Dutch discmaster talks to Time Out ahead of UAE gig
Success can be a difficult burden to deal with. For some artists, all it takes is the slightest critical nod and suddenly you’re churning out half-baked nonsense, recording jingles for toothpaste ads and growing some really odd facial hair. Not so for Armin Van Buuren. The Dutch mixmaster has been at the top of his game for the best part of a decade, setting up camp at the top of DJ Magazine’s annual top 100 DJs poll in 2007 and refusing to budge ever since. In town next week for a one-off show at Flash Forum, we spoke to him about pre-set rituals, mid-set dancing and the pressures of being the first legend of trance music...
Why do you think you’ve been voted the world’s best by DJ Magazine for four years in a row? I don’t think it’s the best DJ as such; maybe it has something to do with popularity. There are a lot of reasons; I have a radio show that’s in 40 countries on FM and in the States on XM, with six million listeners every week. I have been doing a lot of compilations since 2002. I have had a couple of hit singles such as ‘Burn with Desire’, ‘Yet Another Day’ and the new one, ‘Full Focus’. I am co-owner of Armada Records, based in Holland, and we produce a lot of records on Beatport. Mostly, I have been going to the States a lot, touring every two or three months, DJing up and down the country.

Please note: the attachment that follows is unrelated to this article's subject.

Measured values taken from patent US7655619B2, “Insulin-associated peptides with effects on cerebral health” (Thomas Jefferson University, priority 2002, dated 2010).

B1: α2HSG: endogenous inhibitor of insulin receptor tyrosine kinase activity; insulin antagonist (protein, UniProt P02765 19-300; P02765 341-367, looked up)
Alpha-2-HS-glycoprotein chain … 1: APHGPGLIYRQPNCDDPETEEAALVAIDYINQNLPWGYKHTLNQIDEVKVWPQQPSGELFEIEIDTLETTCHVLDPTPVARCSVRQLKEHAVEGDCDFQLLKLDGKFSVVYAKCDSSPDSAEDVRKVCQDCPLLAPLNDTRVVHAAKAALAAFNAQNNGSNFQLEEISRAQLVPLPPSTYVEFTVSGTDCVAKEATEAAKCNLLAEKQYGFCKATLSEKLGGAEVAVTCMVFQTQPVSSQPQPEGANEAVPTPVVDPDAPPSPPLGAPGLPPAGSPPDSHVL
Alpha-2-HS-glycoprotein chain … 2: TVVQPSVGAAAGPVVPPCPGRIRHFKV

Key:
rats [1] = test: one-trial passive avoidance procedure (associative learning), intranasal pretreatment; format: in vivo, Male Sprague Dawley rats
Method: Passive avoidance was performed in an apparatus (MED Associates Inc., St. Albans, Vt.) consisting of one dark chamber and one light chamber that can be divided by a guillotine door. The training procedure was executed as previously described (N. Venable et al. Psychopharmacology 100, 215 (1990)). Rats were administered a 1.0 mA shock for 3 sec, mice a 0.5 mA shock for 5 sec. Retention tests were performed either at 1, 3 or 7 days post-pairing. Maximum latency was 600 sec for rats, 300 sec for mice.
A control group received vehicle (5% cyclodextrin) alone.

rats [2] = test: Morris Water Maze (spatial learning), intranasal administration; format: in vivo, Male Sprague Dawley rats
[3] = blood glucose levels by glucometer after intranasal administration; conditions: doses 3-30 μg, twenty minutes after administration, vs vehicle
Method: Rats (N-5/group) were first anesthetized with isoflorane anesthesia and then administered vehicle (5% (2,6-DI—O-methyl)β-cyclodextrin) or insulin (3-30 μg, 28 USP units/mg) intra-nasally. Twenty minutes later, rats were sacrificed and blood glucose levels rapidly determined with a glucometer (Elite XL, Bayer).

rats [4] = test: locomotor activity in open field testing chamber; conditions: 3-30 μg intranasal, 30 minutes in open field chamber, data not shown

Trance music seems like it has stuck around a good long time. Are you into the way it is changing? I don’t think trance has ever been one type of sound. I think trance has always been evolving. The trance of now sounds different than that of five years ago. If you ask me if I still play trance, I say yes. But am I still playing the same records as five years ago? Definitely not. You move on.
Is that why it seems to have stuck around for a while? Trance music gives you a full journey, and I feel that some other dance music styles don’t do that; they stick to one sound. You’re a trance music DJ, and you’re allowed to go from 125bpm to 145bpm. If I look at my record case right now, I play a lot of tracks that are labelled as minimal, as electro, as house, as trance. You can get away with playing anything as long as you are taking people on a journey. That journey element and the euphoric element are really important. Trance works toward a climax.